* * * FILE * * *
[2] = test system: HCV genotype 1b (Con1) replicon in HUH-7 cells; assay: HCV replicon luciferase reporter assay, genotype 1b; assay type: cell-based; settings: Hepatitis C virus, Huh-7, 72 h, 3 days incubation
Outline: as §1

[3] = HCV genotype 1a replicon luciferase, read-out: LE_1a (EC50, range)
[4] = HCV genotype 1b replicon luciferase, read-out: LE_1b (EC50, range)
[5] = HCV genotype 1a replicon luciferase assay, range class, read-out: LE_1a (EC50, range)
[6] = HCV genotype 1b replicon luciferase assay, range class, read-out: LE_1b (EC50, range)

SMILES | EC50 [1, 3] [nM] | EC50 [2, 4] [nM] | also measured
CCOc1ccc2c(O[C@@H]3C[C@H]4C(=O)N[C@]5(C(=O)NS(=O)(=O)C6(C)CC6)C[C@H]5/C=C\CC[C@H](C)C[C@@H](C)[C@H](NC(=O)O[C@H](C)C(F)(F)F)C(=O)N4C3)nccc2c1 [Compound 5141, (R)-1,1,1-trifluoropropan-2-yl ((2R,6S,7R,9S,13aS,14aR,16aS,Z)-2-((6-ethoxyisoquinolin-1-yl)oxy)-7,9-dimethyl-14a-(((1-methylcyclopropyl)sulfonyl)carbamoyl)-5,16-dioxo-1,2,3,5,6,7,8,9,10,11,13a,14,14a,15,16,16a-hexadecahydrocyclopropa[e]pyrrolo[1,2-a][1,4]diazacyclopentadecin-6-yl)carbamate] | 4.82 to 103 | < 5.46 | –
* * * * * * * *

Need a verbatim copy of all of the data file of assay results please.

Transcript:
[2] = test system: HCV genotype 1b (Con1) replicon in HUH-7 cells; assay: HCV replicon luciferase reporter assay, genotype 1b; assay type: cell-based; settings: Hepatitis C virus, Huh-7, 72 h, 3 days incubation
Outline: as §1

[3] = HCV genotype 1a replicon luciferase, read-out: LE_1a (EC50, range)
[4] = HCV genotype 1b replicon luciferase, read-out: LE_1b (EC50, range)
[5] = HCV genotype 1a replicon luciferase assay, range class, read-out: LE_1a (EC50, range)
[6] = HCV genotype 1b replicon luciferase assay, range class, read-out: LE_1b (EC50, range)

SMILES | EC50 [1, 3] [nM] | EC50 [2, 4] [nM] | also measured
CCOc1ccc2c(O[C@@H]3C[C@H]4C(=O)N[C@]5(C(=O)NS(=O)(=O)C6(C)CC6)C[C@H]5/C=C\CC[C@H](C)C[C@@H](C)[C@H](NC(=O)O[C@H](C)C(F)(F)F)C(=O)N4C3)nccc2c1 [Compound 5141, (R)-1,1,1-trifluoropropan-2-yl ((2R,6S,7R,9S,13aS,14aR,16aS,Z)-2-((6-ethoxyisoquinolin-1-yl)oxy)-7,9-dimethyl-14a-(((1-methylcyclopropyl)sulfonyl)carbamoyl)-5,16-dioxo-1,2,3,5,6,7,8,9,10,11,13a,14,14a,15,16,16a-hexadecahydrocyclopropa[e]pyrrolo[1,2-a][1,4]diazacyclopentadecin-6-yl)carbamate] | 4.82 to 103 | < 5.46 | –